So I posted my first blog entry and was immediately plagued with anxiety: What if I’ve now offended French people with my Hachette joke and they all boycott LeMoyne House? (Because we all know what a big market France is for English-language books.) And what if by admitting to the world I’m practically a one-woman publisher they now think anything I produce will be substandard?
So here is a little damage control: I did not actually proof my book all on my own. I am fortunate enough to possess an older sister who corrects other people’s grammar as a hobby. (This is not necessarily a hobby that endears one to others, unless one happens to have a younger sister who needs her manuscript copy-edited.) So I convinced her to help me out, because all small business owners know that unpaid labor is the best kind of labor there is.
WARNING: The following contains highly technical information. If you are not a computer geek, please follow the flow chart…oh, wait, you can’t do that if you’re not a computer geek. Well, never mind.
I hate Adobe. Okay, that’s not too technical. All the salivating computer geeks are now bored with my blog and are headed back to their white papers. (And now my book will be boycotted by French people and Adobe Developers.) But it really defies comprehension that such an illogical, awkward-to-use software became the industry standard in the design world. If anyone has ever had to get a file ready for printing they will understand where I’m coming from. (So now I’m connecting with like, 1 person out of the 8 or so who actually read this blog. Way to be relevant, Suzy. You go, girl.) I know it’s cool to hate Microsoft because they’re the big, bad software giant, but at least they’ve got decent documentation and their software is fairly user-friendly. But Adobe is like: “Let’s hide half our settings in an obscure place, like a printer properties box, and then let’s put the other half in a different program, and then we’ll make those settings counteract the first ones. And we’ll give all the settings names that don’t make any sense, like ‘Save the PDF settings in the Adobe PDF.’ We’ll charge users an exorbitant amount for our overly-complicated software, provide documentation that never answers their questions, and watch in glee as they all slit their wrists in frustration.” (Maniacal laughter follows.)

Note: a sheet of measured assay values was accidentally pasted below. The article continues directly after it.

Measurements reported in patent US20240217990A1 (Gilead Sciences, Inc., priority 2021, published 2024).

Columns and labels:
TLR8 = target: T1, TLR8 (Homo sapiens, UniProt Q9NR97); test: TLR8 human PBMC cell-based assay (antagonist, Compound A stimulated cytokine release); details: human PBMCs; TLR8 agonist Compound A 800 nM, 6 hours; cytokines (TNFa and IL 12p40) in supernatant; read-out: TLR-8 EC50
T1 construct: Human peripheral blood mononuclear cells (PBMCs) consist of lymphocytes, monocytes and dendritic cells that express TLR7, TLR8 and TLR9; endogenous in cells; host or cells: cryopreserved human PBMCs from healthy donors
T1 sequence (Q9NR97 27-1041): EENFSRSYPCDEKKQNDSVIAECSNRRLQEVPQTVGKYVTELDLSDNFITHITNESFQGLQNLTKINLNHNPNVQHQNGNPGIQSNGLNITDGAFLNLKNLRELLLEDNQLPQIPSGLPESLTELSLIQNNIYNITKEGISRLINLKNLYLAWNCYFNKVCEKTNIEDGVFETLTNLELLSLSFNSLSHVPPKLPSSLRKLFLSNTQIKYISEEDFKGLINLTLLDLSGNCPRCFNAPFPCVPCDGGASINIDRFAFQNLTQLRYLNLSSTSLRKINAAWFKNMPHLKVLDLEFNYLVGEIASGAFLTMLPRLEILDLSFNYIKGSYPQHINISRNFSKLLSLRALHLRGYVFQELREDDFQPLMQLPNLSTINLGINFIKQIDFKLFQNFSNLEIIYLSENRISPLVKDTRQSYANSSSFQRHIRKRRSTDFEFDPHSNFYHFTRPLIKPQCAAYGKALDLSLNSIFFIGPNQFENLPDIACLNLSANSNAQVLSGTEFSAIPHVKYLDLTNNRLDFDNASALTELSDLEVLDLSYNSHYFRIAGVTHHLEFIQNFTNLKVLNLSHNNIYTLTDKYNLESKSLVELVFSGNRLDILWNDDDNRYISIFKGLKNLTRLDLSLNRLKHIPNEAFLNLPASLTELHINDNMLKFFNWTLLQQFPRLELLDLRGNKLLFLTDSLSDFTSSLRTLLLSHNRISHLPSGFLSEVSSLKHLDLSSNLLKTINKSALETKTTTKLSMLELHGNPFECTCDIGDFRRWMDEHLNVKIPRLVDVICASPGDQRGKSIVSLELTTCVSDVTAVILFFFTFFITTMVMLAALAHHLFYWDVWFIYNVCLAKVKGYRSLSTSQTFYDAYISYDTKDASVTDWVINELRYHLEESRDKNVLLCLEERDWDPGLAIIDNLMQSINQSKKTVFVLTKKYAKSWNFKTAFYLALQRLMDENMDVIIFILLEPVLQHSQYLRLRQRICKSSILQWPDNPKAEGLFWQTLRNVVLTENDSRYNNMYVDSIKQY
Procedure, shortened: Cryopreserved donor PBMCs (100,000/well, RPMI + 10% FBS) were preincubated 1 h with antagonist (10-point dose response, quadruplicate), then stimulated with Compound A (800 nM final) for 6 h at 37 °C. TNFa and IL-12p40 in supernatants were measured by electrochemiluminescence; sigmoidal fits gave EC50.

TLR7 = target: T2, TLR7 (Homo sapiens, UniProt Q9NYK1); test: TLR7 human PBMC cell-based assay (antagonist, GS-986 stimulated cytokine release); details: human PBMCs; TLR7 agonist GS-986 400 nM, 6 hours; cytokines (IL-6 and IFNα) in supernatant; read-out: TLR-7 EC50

DISCLAIMER - Any personal opinions expressed in this blog are not intended to offend the reader and are in no way representative of LeMoyne House or its authors. Herewith, aforesaid, forementioned, party of the first part, legalese, etc. etc. etc
That sounds official, right?